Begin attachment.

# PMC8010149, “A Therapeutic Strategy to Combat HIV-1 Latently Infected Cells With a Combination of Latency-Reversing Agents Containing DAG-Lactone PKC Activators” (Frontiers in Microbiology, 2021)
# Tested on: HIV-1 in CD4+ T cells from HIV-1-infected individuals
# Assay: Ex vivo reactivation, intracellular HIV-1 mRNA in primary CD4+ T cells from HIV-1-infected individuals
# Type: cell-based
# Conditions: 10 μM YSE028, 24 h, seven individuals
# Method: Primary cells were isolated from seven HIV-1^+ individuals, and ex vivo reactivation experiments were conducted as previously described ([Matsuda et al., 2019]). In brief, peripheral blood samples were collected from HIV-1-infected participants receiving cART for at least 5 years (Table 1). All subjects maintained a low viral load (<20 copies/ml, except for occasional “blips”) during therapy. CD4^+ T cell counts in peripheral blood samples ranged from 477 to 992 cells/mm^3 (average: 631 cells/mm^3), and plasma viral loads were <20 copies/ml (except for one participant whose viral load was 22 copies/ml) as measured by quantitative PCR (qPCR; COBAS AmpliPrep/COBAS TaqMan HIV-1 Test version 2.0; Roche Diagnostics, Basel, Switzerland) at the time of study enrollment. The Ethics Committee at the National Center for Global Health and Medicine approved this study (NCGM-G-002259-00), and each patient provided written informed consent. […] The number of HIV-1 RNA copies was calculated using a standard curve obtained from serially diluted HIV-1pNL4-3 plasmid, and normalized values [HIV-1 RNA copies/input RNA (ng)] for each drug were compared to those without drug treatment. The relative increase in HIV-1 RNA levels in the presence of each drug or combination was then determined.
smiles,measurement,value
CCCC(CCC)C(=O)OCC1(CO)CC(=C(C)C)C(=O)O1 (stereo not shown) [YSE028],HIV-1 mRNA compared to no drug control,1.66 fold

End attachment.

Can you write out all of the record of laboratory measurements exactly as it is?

# PMC8010149, “A Therapeutic Strategy to Combat HIV-1 Latently Infected Cells With a Combination of Latency-Reversing Agents Containing DAG-Lactone PKC Activators” (Frontiers in Microbiology, 2021)
# Tested on: HIV-1 in CD4+ T cells from HIV-1-infected individuals
# Assay: Ex vivo reactivation, intracellular HIV-1 mRNA in primary CD4+ T cells from HIV-1-infected individuals
# Type: cell-based
# Conditions: 10 μM YSE028, 24 h, seven individuals
# Method: Primary cells were isolated from seven HIV-1^+ individuals, and ex vivo reactivation experiments were conducted as previously described ([Matsuda et al., 2019]). In brief, peripheral blood samples were collected from HIV-1-infected participants receiving cART for at least 5 years (Table 1). All subjects maintained a low viral load (<20 copies/ml, except for occasional “blips”) during therapy. CD4^+ T cell counts in peripheral blood samples ranged from 477 to 992 cells/mm^3 (average: 631 cells/mm^3), and plasma viral loads were <20 copies/ml (except for one participant whose viral load was 22 copies/ml) as measured by quantitative PCR (qPCR; COBAS AmpliPrep/COBAS TaqMan HIV-1 Test version 2.0; Roche Diagnostics, Basel, Switzerland) at the time of study enrollment. The Ethics Committee at the National Center for Global Health and Medicine approved this study (NCGM-G-002259-00), and each patient provided written informed consent. […] The number of HIV-1 RNA copies was calculated using a standard curve obtained from serially diluted HIV-1pNL4-3 plasmid, and normalized values [HIV-1 RNA copies/input RNA (ng)] for each drug were compared to those without drug treatment. The relative increase in HIV-1 RNA levels in the presence of each drug or combination was then determined.
smiles,measurement,value
CCCC(CCC)C(=O)OCC1(CO)CC(=C(C)C)C(=O)O1 (stereo not shown) [YSE028],HIV-1 mRNA compared to no drug control,1.66 fold